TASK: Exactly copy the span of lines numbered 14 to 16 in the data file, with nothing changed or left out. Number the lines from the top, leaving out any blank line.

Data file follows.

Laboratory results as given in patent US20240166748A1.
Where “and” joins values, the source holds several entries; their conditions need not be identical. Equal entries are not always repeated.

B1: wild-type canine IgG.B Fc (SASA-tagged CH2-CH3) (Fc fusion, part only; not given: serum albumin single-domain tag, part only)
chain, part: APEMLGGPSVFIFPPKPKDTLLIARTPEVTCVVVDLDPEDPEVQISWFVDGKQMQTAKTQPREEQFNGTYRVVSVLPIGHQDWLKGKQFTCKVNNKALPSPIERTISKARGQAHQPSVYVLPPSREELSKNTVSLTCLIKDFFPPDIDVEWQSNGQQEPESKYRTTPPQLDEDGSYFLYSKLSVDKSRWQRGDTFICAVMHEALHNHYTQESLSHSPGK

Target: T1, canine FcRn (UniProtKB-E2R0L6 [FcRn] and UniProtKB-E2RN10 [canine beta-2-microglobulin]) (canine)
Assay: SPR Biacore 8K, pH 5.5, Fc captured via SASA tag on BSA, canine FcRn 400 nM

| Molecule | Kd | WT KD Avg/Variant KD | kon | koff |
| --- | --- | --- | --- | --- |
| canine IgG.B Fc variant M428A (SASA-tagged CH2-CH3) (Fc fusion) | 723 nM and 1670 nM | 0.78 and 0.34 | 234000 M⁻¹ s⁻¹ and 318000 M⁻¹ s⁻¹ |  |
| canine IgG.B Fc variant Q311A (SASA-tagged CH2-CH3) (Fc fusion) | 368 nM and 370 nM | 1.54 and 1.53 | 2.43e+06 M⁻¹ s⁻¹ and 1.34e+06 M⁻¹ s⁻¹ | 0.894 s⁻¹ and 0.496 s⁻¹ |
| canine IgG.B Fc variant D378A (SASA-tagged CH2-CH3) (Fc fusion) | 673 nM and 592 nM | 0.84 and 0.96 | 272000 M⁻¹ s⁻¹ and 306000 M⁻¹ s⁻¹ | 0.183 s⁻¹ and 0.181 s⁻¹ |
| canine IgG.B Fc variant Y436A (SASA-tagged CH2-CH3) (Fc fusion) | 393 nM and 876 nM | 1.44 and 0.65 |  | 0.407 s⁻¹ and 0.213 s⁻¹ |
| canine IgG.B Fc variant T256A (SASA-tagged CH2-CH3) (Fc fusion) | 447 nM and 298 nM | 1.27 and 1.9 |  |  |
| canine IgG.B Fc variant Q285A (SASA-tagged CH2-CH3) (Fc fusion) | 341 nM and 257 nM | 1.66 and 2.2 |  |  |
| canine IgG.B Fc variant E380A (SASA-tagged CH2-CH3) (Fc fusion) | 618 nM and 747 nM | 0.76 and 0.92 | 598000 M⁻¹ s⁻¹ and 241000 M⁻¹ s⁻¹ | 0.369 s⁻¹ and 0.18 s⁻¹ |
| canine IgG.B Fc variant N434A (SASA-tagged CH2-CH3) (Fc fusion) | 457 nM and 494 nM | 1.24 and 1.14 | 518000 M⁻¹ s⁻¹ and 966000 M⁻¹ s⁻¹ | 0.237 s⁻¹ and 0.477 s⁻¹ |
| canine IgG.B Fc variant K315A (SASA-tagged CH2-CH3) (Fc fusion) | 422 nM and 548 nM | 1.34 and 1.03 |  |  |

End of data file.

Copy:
| canine IgG.B Fc variant Q285A (SASA-tagged CH2-CH3) (Fc fusion) | 341 nM and 257 nM | 1.66 and 2.2 |  |  |
| canine IgG.B Fc variant E380A (SASA-tagged CH2-CH3) (Fc fusion) | 618 nM and 747 nM | 0.76 and 0.92 | 598000 M⁻¹ s⁻¹ and 241000 M⁻¹ s⁻¹ | 0.369 s⁻¹ and 0.18 s⁻¹ |
| canine IgG.B Fc variant N434A (SASA-tagged CH2-CH3) (Fc fusion) | 457 nM and 494 nM | 1.24 and 1.14 | 518000 M⁻¹ s⁻¹ and 966000 M⁻¹ s⁻¹ | 0.237 s⁻¹ and 0.477 s⁻¹ |